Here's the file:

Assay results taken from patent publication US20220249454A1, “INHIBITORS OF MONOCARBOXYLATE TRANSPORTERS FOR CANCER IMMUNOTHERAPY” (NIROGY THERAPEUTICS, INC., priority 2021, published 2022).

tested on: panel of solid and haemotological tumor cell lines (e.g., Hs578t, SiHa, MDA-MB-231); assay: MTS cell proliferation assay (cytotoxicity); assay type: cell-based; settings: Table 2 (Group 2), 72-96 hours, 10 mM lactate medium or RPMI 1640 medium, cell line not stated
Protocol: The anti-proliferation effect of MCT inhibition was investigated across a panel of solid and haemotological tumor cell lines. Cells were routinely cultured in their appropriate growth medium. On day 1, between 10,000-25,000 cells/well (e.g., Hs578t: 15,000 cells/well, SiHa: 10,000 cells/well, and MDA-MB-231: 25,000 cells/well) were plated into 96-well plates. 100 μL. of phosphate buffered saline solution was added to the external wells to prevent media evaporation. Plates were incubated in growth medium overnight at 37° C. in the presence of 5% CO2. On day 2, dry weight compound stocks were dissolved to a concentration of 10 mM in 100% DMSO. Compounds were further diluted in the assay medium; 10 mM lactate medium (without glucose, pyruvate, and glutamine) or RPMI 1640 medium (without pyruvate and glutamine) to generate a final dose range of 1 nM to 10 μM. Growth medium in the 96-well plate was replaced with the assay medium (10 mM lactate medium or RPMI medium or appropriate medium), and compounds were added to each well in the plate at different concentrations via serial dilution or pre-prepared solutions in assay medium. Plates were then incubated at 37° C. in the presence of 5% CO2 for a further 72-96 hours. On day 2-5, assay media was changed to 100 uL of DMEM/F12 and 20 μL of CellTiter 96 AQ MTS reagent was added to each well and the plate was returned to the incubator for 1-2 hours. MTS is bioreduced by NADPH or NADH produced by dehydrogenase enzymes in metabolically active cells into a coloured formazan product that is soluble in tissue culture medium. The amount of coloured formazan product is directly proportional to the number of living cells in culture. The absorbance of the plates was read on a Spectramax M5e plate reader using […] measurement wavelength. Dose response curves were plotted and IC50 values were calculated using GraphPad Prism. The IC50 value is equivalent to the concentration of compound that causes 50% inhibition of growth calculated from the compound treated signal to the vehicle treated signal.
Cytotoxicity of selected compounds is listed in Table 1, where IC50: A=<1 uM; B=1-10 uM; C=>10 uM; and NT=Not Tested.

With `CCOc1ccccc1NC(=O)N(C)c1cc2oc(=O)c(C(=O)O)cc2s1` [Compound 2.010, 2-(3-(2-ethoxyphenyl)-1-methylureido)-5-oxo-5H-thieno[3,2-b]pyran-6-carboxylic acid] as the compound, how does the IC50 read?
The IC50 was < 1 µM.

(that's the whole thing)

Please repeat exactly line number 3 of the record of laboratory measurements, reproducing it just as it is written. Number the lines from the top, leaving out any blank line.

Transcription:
Protocol: The anti-proliferation effect of MCT inhibition was investigated across a panel of solid and haemotological tumor cell lines. Cells were routinely cultured in their appropriate growth medium. On day 1, between 10,000-25,000 cells/well (e.g., Hs578t: 15,000 cells/well, SiHa: 10,000 cells/well, and MDA-MB-231: 25,000 cells/well) were plated into 96-well plates. 100 μL. of phosphate buffered saline solution was added to the external wells to prevent media evaporation. Plates were incubated in growth medium overnight at 37° C. in the presence of 5% CO2. On day 2, dry weight compound stocks were dissolved to a concentration of 10 mM in 100% DMSO. Compounds were further diluted in the assay medium; 10 mM lactate medium (without glucose, pyruvate, and glutamine) or RPMI 1640 medium (without pyruvate and glutamine) to generate a final dose range of 1 nM to 10 μM. Growth medium in the 96-well plate was replaced with the assay medium (10 mM lactate medium or RPMI medium or appropriate medium), and compounds were added to each well in the plate at different concentrations via serial dilution or pre-prepared solutions in assay medium. Plates were then incubated at 37° C. in the presence of 5% CO2 for a further 72-96 hours. On day 2-5, assay media was changed to 100 uL of DMEM/F12 and 20 μL of CellTiter 96 AQ MTS reagent was added to each well and the plate was returned to the incubator for 1-2 hours. MTS is bioreduced by NADPH or NADH produced by dehydrogenase enzymes in metabolically active cells into a coloured formazan product that is soluble in tissue culture medium. The amount of coloured formazan product is directly proportional to the number of living cells in culture. The absorbance of the plates was read on a Spectramax M5e plate reader using […] measurement wavelength. Dose response curves were plotted and IC50 values were calculated using GraphPad Prism. The IC50 value is equivalent to the concentration of compound that causes 50% inhibition of growth calculated from the compound treated signal to the vehicle treated signal.